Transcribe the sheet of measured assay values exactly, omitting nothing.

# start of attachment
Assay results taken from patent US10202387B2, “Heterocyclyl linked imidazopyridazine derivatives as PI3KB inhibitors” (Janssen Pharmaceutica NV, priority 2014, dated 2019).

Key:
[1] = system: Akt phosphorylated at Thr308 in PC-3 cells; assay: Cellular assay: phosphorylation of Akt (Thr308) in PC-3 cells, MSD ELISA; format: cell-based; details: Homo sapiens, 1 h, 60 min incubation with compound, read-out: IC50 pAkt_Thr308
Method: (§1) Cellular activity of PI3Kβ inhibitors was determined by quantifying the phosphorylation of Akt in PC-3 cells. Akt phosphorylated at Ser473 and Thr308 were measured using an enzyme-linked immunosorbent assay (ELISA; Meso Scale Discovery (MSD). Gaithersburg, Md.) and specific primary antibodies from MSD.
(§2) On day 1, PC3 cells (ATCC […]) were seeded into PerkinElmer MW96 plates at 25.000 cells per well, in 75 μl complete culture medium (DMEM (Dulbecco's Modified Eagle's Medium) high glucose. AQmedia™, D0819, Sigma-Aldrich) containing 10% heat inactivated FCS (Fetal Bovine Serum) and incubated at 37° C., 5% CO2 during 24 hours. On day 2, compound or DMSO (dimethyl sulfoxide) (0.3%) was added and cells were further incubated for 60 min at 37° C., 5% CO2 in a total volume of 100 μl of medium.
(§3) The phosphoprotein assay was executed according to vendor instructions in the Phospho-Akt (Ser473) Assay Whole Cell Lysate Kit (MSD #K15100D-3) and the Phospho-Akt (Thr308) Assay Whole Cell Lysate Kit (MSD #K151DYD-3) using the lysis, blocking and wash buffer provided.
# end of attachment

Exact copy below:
Assay results taken from patent US10202387B2, “Heterocyclyl linked imidazopyridazine derivatives as PI3KB inhibitors” (Janssen Pharmaceutica NV, priority 2014, dated 2019).

Key:
[1] = system: Akt phosphorylated at Thr308 in PC-3 cells; assay: Cellular assay: phosphorylation of Akt (Thr308) in PC-3 cells, MSD ELISA; format: cell-based; details: Homo sapiens, 1 h, 60 min incubation with compound, read-out: IC50 pAkt_Thr308
Method: (§1) Cellular activity of PI3Kβ inhibitors was determined by quantifying the phosphorylation of Akt in PC-3 cells. Akt phosphorylated at Ser473 and Thr308 were measured using an enzyme-linked immunosorbent assay (ELISA; Meso Scale Discovery (MSD). Gaithersburg, Md.) and specific primary antibodies from MSD.
(§2) On day 1, PC3 cells (ATCC […]) were seeded into PerkinElmer MW96 plates at 25.000 cells per well, in 75 μl complete culture medium (DMEM (Dulbecco's Modified Eagle's Medium) high glucose. AQmedia™, D0819, Sigma-Aldrich) containing 10% heat inactivated FCS (Fetal Bovine Serum) and incubated at 37° C., 5% CO2 during 24 hours. On day 2, compound or DMSO (dimethyl sulfoxide) (0.3%) was added and cells were further incubated for 60 min at 37° C., 5% CO2 in a total volume of 100 μl of medium.
(§3) The phosphoprotein assay was executed according to vendor instructions in the Phospho-Akt (Ser473) Assay Whole Cell Lysate Kit (MSD #K15100D-3) and the Phospho-Akt (Thr308) Assay Whole Cell Lysate Kit (MSD #K151DYD-3) using the lysis, blocking and wash buffer provided.